Figure 16 shows the scatter plot between I_{p} and P_{F} for all the text blocks, together with the non-linear regression line (best-fit line) that models, on the average, I_{p} versus P_{F} for the Italian Literature, given by:

${I}_{P}=\left({I}_{P\infty}-1\right)\times \left[1-{\text{e}}^{-\frac{\left({P}_{F}-1\right)}{\left({P}_{Fo}-1\right)}}\right]+1$ (13)

Figure 16. Scatter plot between the word interval I_{P} and the number of words per sentence P_{F} for all text blocks. The continuous black line refers to the best fit given by Equation (13). Also shown the 7 ∓ 2 bounds of Miller’s Law (magenta lines).

where
${I}_{P\infty}=7.37$ words per interpunctions is the horizontal asymptote, and
${P}_{Fo}=10.22$ words per sentence is the value of P_{F} at which the exponential in Equation (13) falls at 1/e of its maximum value. Notice that: 1) most data fall in the Miller’s range 7 ∓ 2; 2) the asymptotic value (7.37) is very close to the center value of Miller’s range; 3)
${P}_{F}={P}_{Fo}=10.22$ is the abscissa corresponding to the lower bound of Miller’s law.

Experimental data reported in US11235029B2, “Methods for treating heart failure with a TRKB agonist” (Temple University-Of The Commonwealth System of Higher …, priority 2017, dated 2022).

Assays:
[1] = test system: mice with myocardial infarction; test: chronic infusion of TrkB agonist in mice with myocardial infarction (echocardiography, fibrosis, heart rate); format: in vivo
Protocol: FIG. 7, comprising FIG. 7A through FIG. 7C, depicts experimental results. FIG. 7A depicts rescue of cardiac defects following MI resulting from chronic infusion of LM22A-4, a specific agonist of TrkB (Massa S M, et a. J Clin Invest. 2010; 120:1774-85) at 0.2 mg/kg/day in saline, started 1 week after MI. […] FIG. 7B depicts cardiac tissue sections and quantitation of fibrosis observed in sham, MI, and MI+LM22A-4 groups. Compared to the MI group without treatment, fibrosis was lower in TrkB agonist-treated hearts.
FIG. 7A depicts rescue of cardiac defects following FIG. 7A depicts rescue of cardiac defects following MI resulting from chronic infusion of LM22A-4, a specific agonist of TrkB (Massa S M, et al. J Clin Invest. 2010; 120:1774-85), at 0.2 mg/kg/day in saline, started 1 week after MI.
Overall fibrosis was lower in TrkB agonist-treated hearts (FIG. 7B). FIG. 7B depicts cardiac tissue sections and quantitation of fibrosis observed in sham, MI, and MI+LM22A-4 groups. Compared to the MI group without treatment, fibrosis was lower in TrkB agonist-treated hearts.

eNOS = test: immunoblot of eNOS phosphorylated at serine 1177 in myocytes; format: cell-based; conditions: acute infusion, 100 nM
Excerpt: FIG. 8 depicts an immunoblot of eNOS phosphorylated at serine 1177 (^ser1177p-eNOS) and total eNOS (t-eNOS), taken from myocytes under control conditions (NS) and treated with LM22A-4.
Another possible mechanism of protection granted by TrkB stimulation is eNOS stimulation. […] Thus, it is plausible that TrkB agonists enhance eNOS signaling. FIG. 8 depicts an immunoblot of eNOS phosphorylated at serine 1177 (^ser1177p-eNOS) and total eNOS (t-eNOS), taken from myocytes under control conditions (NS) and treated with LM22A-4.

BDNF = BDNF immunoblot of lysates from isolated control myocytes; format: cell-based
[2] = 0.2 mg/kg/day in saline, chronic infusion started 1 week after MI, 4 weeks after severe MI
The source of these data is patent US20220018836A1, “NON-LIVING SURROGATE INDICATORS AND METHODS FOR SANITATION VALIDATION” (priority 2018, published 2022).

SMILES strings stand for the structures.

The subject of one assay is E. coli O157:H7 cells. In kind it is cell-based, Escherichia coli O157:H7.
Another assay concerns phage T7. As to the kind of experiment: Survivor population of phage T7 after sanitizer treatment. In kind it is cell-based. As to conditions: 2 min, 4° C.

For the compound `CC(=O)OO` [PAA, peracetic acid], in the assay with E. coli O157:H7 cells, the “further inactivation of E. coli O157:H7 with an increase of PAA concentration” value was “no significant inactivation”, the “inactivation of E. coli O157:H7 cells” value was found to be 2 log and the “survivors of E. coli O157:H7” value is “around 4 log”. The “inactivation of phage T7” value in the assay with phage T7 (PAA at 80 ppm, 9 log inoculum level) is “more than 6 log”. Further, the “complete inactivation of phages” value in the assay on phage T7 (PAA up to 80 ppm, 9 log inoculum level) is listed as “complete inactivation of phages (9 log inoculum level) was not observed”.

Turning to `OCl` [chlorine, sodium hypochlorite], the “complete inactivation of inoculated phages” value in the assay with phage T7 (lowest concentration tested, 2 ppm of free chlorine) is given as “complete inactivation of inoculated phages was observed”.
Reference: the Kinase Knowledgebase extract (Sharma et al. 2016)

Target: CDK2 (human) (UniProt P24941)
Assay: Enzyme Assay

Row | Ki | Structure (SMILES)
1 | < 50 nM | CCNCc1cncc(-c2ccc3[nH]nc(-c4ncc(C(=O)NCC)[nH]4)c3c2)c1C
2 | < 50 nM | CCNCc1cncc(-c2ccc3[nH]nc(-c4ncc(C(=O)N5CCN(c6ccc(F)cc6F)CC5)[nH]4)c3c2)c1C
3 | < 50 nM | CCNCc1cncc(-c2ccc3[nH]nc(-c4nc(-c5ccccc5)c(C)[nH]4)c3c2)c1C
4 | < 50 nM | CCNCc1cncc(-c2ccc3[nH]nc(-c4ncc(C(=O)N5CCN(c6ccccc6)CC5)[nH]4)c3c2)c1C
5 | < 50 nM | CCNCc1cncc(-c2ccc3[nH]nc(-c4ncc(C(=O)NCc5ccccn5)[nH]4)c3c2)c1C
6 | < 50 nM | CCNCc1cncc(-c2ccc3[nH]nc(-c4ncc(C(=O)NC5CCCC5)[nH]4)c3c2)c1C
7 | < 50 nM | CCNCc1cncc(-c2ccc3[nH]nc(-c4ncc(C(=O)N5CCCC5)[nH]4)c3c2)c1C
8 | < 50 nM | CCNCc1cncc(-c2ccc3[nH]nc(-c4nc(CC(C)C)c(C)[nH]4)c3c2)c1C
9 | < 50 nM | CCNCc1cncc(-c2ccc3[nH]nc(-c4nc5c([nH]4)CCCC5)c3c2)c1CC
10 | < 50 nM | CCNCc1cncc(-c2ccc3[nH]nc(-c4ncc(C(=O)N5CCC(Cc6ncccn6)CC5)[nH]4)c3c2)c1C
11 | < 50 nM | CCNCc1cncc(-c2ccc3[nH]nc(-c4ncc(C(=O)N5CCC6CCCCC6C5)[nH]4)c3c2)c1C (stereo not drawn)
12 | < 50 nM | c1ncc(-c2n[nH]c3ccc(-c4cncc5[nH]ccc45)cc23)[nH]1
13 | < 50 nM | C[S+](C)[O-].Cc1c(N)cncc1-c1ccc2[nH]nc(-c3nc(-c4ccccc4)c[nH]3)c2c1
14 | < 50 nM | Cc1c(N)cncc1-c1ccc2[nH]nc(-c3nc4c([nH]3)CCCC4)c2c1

These results can be explained as follows. As the number of words increases, the number of word intervals can increase but not linearly, because the short-term memory cannot hold, approximately, a number of words larger than that empirically described by Miller’s Law. In other words, scatter plots like that shown in Figure 16 drawn for other Literatures—classical Greek and Latin Literatures, or modern languages Literatures—should give us an insight into the short-term memory capacity required to their readers.

In conclusion, the range of the word interval is similar to Miller’s law range. The values found for each author seems to set the size of the short-term memory capacity that their readers should have to read the literary work more easily. For example, the reader of Boccaccio’s Decameron should have a short-term memory able to memorize
${I}_{p}=7.79\mp 0.06$ chunks, on the average, whereas the reader of Collodi’s Pinocchio needs only a memory of capacity
${I}_{p}=6.19\mp 0.08$ chunks. Now, if our conjecture is found reliable after more studies concerning short-term memory and brain, the link between G_{F} and G through Equation (6), would appear justified and natural.